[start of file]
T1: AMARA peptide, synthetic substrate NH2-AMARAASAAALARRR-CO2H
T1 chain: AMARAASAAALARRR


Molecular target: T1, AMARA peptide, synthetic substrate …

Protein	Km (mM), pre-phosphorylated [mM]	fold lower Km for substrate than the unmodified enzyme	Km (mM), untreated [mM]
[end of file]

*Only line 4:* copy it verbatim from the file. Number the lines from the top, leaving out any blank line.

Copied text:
Protein	Km (mM), pre-phosphorylated [mM]	fold lower Km for substrate than the unmodified enzyme	Km (mM), untreated [mM]